A service should behave the same, whether it is provided by hardware, by a native application,
or by a widget. This is to be inclusive about the type of device that can be integrated in the
home environment.
It should be possible to build services on top of other services, so as to easily create mash-ups,
as well as multiple interfaces for the same service.
Even if we may have technology preferences, it should be possible to replace any chosen technology by an equivalent, without breaking the service model: replace a discovery protocol with
another, a scripting language by another, a format by another, etc. The service model needs to
be future-proof.
Although our every day’s devices are getting more and more connected due to the latest technological achievements - almost every home has a wireless and wired network installation, TV
sets and set-top boxes are connected to the Internet, mobile devices have WLAN and 3G data
flat rates - the devices can talk to each other but there is no common application model yet.
Some standards like UPnP addressing the interworking are partially used for interconnecting
home devices for multimedia services, but often rely on communicating devices being on the
same local network, which is typically not the case between, for example, the TV and the phone
a user owns, or the tablet device of a visiting friend.
A real breakthrough is still missing! We need to address exactly this missing step in the ongoing convergence of home networks, TV, and Internet: developers of applications need to be
supported to reflect the advantages of this convergence. They should not be forced to develop
against all the different characteristics of devices (features, screen-size, I/O support, resources,
etc.). Instead there is a clear need for a standardized, open cross-device platform, on which
application run and can be automatically (or with the best possible support of the underlying
platform) adapted to the respective execution context.
This goal is the innovating characteristic of our project. The pre-conditions are complex and
requirements very high, as especially in the consumer electronics domain there is a very high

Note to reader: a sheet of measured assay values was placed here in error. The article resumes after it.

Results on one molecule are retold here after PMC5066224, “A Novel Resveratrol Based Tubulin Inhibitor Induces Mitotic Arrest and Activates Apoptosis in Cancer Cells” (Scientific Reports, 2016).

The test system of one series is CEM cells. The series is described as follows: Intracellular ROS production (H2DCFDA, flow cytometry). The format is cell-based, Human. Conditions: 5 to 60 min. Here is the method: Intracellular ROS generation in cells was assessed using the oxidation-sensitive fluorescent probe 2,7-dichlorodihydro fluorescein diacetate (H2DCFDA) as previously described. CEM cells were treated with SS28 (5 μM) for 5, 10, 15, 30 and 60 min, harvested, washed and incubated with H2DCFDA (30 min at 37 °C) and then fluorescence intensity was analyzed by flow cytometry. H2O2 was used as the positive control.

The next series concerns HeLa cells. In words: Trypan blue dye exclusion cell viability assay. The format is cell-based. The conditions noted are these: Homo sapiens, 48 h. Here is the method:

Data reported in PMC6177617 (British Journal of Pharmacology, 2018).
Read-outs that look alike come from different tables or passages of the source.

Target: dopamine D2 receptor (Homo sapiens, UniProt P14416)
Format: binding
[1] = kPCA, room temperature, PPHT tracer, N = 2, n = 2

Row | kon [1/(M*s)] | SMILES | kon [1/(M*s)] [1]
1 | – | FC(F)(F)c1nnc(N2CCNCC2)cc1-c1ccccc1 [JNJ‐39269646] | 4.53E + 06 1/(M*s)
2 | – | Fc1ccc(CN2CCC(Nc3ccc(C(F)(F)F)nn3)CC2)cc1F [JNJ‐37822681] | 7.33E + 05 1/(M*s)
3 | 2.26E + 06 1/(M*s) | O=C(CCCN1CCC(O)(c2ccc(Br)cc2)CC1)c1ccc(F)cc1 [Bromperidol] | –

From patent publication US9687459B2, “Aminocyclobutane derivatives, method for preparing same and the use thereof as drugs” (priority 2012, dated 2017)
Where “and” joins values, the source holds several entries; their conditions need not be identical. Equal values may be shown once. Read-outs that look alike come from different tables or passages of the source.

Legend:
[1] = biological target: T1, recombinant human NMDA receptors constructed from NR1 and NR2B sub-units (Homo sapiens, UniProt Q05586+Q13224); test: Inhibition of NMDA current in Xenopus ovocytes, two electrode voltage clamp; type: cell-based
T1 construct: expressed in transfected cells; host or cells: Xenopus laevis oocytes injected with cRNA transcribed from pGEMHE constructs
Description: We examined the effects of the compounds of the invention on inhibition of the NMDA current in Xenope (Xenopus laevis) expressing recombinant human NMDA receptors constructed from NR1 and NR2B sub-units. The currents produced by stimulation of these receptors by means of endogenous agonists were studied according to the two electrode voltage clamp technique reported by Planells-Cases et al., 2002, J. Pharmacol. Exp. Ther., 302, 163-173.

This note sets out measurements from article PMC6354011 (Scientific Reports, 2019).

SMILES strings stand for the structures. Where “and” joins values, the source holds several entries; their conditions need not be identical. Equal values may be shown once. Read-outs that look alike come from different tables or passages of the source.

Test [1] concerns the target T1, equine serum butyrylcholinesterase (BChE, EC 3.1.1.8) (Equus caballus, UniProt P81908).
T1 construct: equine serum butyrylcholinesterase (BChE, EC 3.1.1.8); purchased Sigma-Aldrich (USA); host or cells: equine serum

claim for very good usability and user experience. Any solution not fully satisfying these
claims will hardly be successful on the market.
On the other hand, the demand for this type of support for application developers is huge. With
the introduction of Web 2.0 related technologies (JS, JSON, AJAX, etc.), which led the Web to
become an interactive application platform rather than only a document exchange and presentation service. This led to an explosion of the Web and the content (including apps) in it. Today,
it is the most dominant application platform used.
Coltram will support application developers in the consistent development of their applications
across devices. This will also include the support for distributed execution / deployment; i.e. an
“application” can be used on more than one device at the same time, where the different installations will synchronize and coordinate each. In this way the same application might represent a
video playback widget on a TV device and a UI control on a tablet.
These different but adaptive representations of the same services need to be reflected by Coltram and the developer needs to be supported to deal with its complexity. Beside the technical
aspects of the actual (distributed, orchestrated) execution of the application, the authoring aspect during the development of an application is a major objective and innovation of Coltram.
In the previous sections we have described the requirements and challenges for innovative
multi-screen scenarios in which consumers have the freedom to use any available device to
serve as additional screen and even to control applications running on e.g. the TV. Within this
section we present the underlying concepts of the Coltram service model and platform and how
they meet the identified requirements. Coltram targets a wide range of device types including
but not limited to smart phones, tablets, HbbTV connected TV sets and computers.